Know Your East Bay Ice Cream History

Fentons Creamery

Back in 1884, Elbridge Seth Fenton launched Fentons as a straight-up creamery, delivering milk to Oaklanders by horse-drawn wagon. It was his grandson Melvin who would eventually encourage ice cream production, and the family added a restaurant and soda fountain in 1922. Of course, Fentons changed ownership and locations and it’s no longer in the Fenton family, but Melvin’s original recipes for the likes of Toasted Almond and Rocky Road ice creams are still in use today. Speaking of Rocky Road, Fentons claims to have invented the flavor during the Great Depression, even though Dreyer’s gets all the glory.

4226 Piedmont Ave., Oakland, 510-658-7000,

Tucker’s Super Creamed Ice Cream

Perhaps more than any other longtime ice cream shop, Tucker’s innovates with interesting, seasonal flavors year round. The downtown Alameda destination offers more than 30 flavors at a time, with past specials including bleu cheese, zinfandel, and jalapeno. The perennial new favorite, though, is salted butter caramel — something that definitely didn’t exist when it opened in 1941. In 1990, it moved into the spacious parlor it currently enjoys, with vaulted ceilings, an outdoor patio, and plenty of seating for youth soccer teams to celebrate their victories.

1349 Park St., Alameda, 510-522-4960,


Dreyer’s is technically a local company, but we tend to ignore it when we think of East Bay ice cream chains in favor of the much less corporate Loard’s, which started out in 1950 in Oakland’s Dimond district. Over the next 20 years, founder Russ Salyards expanded to nearly a dozen stores and a production facility in San Leandro. The first location at 2825 MacArthur Blvd. is still alive, along with that production facility and nearly 20 more shops throughout Northern California, including in Alameda and San Leandro. Some stores stock up to 50 flavors at a time, but regardless of location, chocolate mint is always among the most popular.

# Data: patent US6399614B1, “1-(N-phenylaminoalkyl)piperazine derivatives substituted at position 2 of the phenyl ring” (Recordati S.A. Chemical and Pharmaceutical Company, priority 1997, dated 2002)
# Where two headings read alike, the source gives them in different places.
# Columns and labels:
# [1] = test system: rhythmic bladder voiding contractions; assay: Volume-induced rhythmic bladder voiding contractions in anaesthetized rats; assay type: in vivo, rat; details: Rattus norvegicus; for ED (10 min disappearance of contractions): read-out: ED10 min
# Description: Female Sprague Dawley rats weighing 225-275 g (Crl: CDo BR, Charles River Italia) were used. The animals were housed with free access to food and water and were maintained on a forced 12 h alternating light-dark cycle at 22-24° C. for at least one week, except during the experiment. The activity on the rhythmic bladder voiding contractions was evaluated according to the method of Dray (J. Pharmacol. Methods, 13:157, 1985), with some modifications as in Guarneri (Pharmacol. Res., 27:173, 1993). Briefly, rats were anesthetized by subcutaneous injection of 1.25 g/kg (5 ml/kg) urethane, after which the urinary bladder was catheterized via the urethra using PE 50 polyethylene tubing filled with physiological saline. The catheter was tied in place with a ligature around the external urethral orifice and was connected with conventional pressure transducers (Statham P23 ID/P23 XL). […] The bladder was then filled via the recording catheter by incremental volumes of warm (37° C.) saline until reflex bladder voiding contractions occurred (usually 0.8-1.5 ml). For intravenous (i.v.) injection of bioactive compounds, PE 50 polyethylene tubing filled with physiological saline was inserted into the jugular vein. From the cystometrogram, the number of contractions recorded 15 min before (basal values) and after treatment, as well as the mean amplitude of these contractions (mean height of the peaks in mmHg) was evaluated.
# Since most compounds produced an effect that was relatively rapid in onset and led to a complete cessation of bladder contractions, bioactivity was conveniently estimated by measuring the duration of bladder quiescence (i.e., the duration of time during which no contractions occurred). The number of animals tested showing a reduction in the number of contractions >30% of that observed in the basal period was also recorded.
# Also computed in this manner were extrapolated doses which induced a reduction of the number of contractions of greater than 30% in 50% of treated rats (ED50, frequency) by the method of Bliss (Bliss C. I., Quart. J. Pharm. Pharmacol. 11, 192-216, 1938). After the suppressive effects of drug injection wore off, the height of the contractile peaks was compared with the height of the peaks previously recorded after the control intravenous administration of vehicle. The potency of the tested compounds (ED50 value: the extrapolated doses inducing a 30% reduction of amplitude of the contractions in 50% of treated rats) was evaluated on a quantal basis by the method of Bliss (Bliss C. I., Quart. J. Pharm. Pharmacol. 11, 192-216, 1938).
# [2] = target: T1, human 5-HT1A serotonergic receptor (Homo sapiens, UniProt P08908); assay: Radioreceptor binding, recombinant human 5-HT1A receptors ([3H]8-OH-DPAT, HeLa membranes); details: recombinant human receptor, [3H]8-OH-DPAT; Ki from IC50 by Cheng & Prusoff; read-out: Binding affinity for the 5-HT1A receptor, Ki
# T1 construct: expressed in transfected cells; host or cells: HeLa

various locations, 510-351-4131,

Clancy’s Ice Cream Parlour

From the outside, Clancy’s looks a bit like a portal into a Twin Peaks-esque dimension. It’s dark and lonely, with bars on the windows and a sea of parking spots out front. And inside, the place gets trippier — in a good way. The yellowing, shamrock wallpaper is covered with old maps of Ireland, war depictions, and the sort of glass lamp fixtures you’d find in an Irish pub. Otherwise, there’s nothing Irish about the shop’s history or the ice cream. Opened in 1975, Clancy’s serves your standard flavors in giant portions. One scoop costs less than $3 and is easily the size of two at new hipster spots. Kids love the ube (purple yam) for its neon purple color; parents love it for its not-too-sweet, mild flavor.

1234 Manor Blvd., San Leandro, 510-352-5422

Honorable Mention: Yogurt Park

We can’t talk about frozen treats in the East Bay without at least mentioning Yogurt Park. Marty Piscovich opened Yogurt Park in 1977, long before fro-yo was called “fro-yo” and self-serve shops became the standard. Piscovich slowly expanded to five locations, but wound up selling or closing all of them except the original Berkeley shop, which he still runs alongside his son Ryan. For the past 15 years, Piscovich has been working with Dannon to make its extra dense, creamy flavors, which are more ice cream-like than any other frozen yogurt in the region. Six options are available each day: chocolate and vanilla are perennial favorites, but among the four rotating slots, Thin Mint cookie and cookies and cream reign supreme.

2433 Durant Ave., Ste. A, Berkeley, 510-549-0570,

scattered clouds
62.1 ° F
68 °
58.9 °
51 %
40 %
67 °
66 °
68 °
68 °
66 °